Last week on the steps of Federal Hall, the Wall Street building where George Washington was inaugurated and the Bill of Rights was introduced, New York Attorney General Eric Schneiderman unveiled the New York Votes Act, a package of election reforms he hopes can transform his state into a national leader on voting rights.
About 100 people gathered for the press conference, where Schneiderman was joined by representatives from Common Cause, SEIU, and other progressive organizations. The attorney general’s omnibus bill—which includes reforms like automatic voter registration and early voting—would mark a significant step forward for the liberal state that has the third-worst voting participation rate in the country, and ranks as the fifth-worst state for voter registration.
The New York Votes Act comes at a time when the president of the United States falsely claims that anywhere from three million to five million votes were cast illegally in the 2016 election, and when the new U.S. Attorney General refers to the Voting Rights Act as “intrusive.” Schneiderman, by contrast, said his office received literally thousands of complaints last year regarding barriers to voting, and “not one verifiable claim” of voter fraud.
“I have a lot more confidence to move voting reforms than I ever have,” he declared.
The event was organized amid a flurry of ongoing legal battles involving Schneiderman and other Democratic state attorneys general who are challenging President Trump’s executive order banning citizens traveling from seven Muslim-majority countries, and suspending refugee entry into the United States. Schneiderman filed suit in New York federal court challenging the ban, and he joined 18 other Democratic AGs in filing an amicus brief to support Washington’s attorney general, who also sued.
Earlier that same morning, Schneiderman stopped by for a Bloomberg TV interview where he fielded questions on the legality of the Muslim ban, and his thoughts on defunding so-called sanctuary cities. Calmly pushing back on the idea that there’s legitimate national security rationale for the executive order, Schneiderman said Trump’s actions are clear efforts to discriminate. Immigrants comprise 23 percent of New York’s population, and barring travel, Schneiderman said, would hurt all the state’s residents, and every state institution and business.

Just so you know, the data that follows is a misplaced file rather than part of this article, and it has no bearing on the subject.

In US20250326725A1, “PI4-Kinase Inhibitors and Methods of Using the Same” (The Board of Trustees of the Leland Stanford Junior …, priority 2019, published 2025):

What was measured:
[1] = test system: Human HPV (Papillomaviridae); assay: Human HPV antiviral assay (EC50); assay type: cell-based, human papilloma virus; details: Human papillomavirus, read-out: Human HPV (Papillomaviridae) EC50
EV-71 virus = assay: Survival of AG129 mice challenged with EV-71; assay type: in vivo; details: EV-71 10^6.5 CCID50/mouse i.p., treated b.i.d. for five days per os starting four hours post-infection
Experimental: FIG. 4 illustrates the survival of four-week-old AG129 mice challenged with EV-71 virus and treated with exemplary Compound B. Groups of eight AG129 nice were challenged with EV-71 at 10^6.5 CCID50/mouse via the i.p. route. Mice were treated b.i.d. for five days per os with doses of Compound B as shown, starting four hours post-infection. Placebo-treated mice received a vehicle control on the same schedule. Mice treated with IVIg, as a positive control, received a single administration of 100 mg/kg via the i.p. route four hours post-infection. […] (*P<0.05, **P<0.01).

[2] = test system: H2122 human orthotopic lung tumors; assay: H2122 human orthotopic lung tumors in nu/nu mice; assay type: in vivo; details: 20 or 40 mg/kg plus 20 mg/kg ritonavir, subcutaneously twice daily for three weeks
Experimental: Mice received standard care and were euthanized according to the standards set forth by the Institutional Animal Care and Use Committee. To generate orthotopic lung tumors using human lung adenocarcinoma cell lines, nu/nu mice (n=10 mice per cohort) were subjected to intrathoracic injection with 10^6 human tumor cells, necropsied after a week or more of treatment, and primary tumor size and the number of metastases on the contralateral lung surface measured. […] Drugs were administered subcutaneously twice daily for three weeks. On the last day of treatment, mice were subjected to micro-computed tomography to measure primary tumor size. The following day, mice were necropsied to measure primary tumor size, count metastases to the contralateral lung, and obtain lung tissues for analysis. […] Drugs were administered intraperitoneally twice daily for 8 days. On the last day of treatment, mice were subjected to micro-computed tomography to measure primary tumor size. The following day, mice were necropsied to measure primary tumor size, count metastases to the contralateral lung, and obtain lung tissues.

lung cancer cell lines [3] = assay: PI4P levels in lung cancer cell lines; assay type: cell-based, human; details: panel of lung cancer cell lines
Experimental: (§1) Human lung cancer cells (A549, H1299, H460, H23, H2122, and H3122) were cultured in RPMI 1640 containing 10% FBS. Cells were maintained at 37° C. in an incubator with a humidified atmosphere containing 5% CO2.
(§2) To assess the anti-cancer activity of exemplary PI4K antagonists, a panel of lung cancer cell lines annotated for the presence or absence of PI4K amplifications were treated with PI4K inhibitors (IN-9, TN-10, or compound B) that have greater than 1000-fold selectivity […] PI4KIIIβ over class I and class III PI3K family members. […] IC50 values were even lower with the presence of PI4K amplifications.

Schneiderman has a long history of activism on behalf of New York’s disadvantaged. Bill Lipton, the New York State Director for the Working Families Party, first met him in the 1990s, when Schneiderman was leading a legal team against subway fare increases which would have disproportionately hurt low-income communities and people of color. “It was an innovative legal strategy, and foreshadows a lot of what we see today,” Lipton recalls. “At this point I think it’s safe to say that Eric is one of the most important Democrats in America, and going beyond that, he’s really a leader of the resistance against Donald Trump.”
Schneiderman was suing Trump well before his fellow AGs got around to it. Sitting in his 25th-floor office in Lower Manhattan, he told me what he’d learned from fighting the president in prior litigation. In the summer of 2013, two years before Trump announced his candidacy, New York’s AG filed a lawsuit, alleging that Trump University was a scam that ripped off thousands.
“From our perspective, his response to our suit was really a preview of the scorched earth tactics he’d go on to use during the presidential election,” Schneiderman said. Trump created a website to attack Schneiderman, sued him for $100 million, and filed ethics claims against him—all of which went nowhere. The case ended this past November, with Trump agreeing to settle for $25 million.
“Look, Trump has had a successful career involving charming people or bullying people, and at this point in his life, we shouldn’t expect anything different from him,” Schneiderman said.
Keenly aware of the threats posed by the president, New York’s AG emphasizes the importance of states—especially progressive, liberal states—in checking federal power. He feels frustrated with the Democratic party over the past 30 years, which has focused too narrowly on federal elections and failed to invest in local politics. New York is a particular source of frustration for liberals: The Democrats control the governorship, the Assembly, and have a numerical majority in the state senate—but do not control it, since several Democratic senators caucus with Republicans.
“My approach is much more grassroots, and our problems need to be dealt with aggressively,” Schneiderman said. “Activists and donors have to be demanding of elected officials. If you give a good speech, that’s great, but if you’re not actually passing laws and enacting policies that make the lives of people better—then maybe you need to be replaced.” Back when Schneiderman was a state senator, he engineered successful campaigns to elect more progressive Democrats to New York’s senate.
The attorney general’s legal hero is Charles Hamilton Houston, the attorney behind the NAACP’s legal campaign to end racial segregation. Schneiderman calls him a role model—a “strategic, activist lawyer” who consciously used the law for social change. Though Houston died four years before the Supreme Court issued its landmark Brown v. Board of Education ruling, it was his protégé, Thurgood Marshall, who argued the case in court. A picture of Charles Hamilton Houston hangs behind Schneiderman’s desk in Albany.
Schneiderman is hopeful, noting that the level of democratic and progressive activism he’s seen since Election Day surpasses anything he’s witnessed since the 1970s.
“It’s important to support groups like Planned Parenthood, but we also need to channel that grassroots energy into passing specific legislation,” he said. “And as state politicians, Democratic AGs are in a great position to lead on that.”